The Community of Mesa Life
All beings are our community.
The people, the animals, the plants, the mountains, the waters, the clouds and wind, rocks and trees, insects and rain,
are all our relations.
The Grand Mesa
On the northwest shoulder of the Grand Mesa, the Great Table, is our home. Located between the deserts and canyons of the Colorado Plateau to the west and the Elk Mountains of the Colorado Rockies to the east, being 500 square miles around, it is the biggest mesa in the world. Just four miles east of the town of Mesa sits a small valley ringed by hills, each with their own ancient sacred stories and surrounded by an Elk conservation easement, BLM land and an ancient migratory route.
The Great Table holds a smorgasbord of beauty, forests, animals, creeks and tranquility. This is where Mesa Life resides.
This land was the home to the Ute people as evidenced by the signs of their life here. The ancient name of the Grand Mesa, Tumbeappah Sooparter Kahn Kaib, means the Great Being that Holds the Sky Meeting-House Mountain. A creation story is re-enacted each spring by the Mesa Life folks and friends to honor the life of all the land and sky and the creation of this mighty being. We steward this land for the ancestors, to keep the sacred stories alive and to hold a space for the Ute people to come here again.
This Great Table is where the Gods stand to hold up the sky.
The Bear goes to the top of this table to deliver our prayers.
Geologically, this grand table is known to stand above the surrounding lands because a hard volcanic basalt layer spreads across the top and resists erosion. The volcanic layer was laid down from an eruption of a basalt dike near Mt. Darline. The three sister mountains, Mt. Hatten, Mt. Darline and Crater Peak, stand together on the southeast end of Grand Mesa. Leon Peak, the lightening mountain, lies west of the Grand Mesa at the end of Craig Crest.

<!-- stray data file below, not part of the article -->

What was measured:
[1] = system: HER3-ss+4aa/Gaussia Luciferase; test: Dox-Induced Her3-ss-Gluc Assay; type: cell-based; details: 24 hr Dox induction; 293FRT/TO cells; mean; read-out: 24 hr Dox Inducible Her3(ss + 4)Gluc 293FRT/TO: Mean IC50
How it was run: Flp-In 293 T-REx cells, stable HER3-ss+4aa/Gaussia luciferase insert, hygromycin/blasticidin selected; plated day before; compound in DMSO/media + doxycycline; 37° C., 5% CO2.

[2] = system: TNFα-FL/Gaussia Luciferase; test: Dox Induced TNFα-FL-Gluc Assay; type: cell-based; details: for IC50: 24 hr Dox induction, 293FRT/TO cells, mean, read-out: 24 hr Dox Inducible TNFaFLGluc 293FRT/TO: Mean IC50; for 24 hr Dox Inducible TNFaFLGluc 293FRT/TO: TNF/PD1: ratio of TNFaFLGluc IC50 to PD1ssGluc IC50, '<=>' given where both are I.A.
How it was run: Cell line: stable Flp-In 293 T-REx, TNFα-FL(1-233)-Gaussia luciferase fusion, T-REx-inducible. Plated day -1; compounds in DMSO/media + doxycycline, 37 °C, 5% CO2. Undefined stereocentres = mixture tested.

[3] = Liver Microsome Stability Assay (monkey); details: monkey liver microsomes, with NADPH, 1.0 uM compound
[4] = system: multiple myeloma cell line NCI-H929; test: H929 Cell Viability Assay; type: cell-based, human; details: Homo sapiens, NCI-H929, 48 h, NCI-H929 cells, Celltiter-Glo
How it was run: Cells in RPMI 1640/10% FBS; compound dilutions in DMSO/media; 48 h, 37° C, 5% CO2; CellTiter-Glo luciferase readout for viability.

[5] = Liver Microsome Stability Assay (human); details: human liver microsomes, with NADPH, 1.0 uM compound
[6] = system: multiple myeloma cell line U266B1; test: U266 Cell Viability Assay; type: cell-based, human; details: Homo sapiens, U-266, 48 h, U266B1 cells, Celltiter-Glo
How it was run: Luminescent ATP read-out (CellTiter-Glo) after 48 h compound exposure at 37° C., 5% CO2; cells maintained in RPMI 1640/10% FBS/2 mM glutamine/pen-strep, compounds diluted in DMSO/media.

At 11,000 feet above sea level the top of the Mesa draws the clouds, the gifts from Grandmother Ocean, and collects and holds the rain and snow. Like a giant sponge, the porous basalt holds the water and feeds the creeks and springs throughout the hot summer. With 300 lakes and reservoirs scattered throughout the forests of Aspen, spruce and fir, this is a haven for animals and summer-time chin-height flowers.
At 6,000 feet elevation where Mesa Life resides, Juniper and Pinyon forests rise up the flanks of the Grand Mesa, sage and rabbit bush filter down to irrigated hay fields and domestic animal grazing. The streams are lined with scrub oak, cottonwood, service berry and willow. Here a hardy few live their lives as ranchers. They share the quiet beauty of the land and sky with elk, deer, wild turkey, mountain lion, black bear, eagles, turkey vultures, hawks and coyotes and many migratory birds.
In the fall and spring at precise times of the day hundreds of Sand Hill Cranes pepper and chortle the air above as they migrate south and north, respectively. The many lakes and wet lands provide an overnight respite for their weary wings. Deer make their home here and give us great delight to see how they exemplify the cycles of life with new borns bouncing through the grasses in early July and the courting dance goes on through October. By the time the snow flies we are surrounded by elk herds that come to graze the grasses under a thin layer of snow. Golden and Bald Eagles return to make their winter homes in the cotton wood trees and Turkeys prance in their rafters like clock-work to and from their favorite eating joints.
We approach living here with deep respect and gratitude for our neighbors.
The Bear has an Important Role for Mesa Life
The Black Bear holds a leadership role in the Mesa Life Council and as a spiritual guide. Springtime, when the thunder roars and the bear awakens, the community gathers to perform the Dance of Creation, where the bear is honored for carrying our prayers to the top of Tumbeappah Sooparter Kahn Kaib sending them to the gods. This is a place where people can receive guidance and spiritual help for their lives.
In ancient times, known as far back as 20,000 years ago, human traditions wove rituals in which men and women imitate bears, and some are believed to change into bears. It is about the magic and myth and dance and things sacred.”
˜Giving Voice to Bear by David Rockwell˜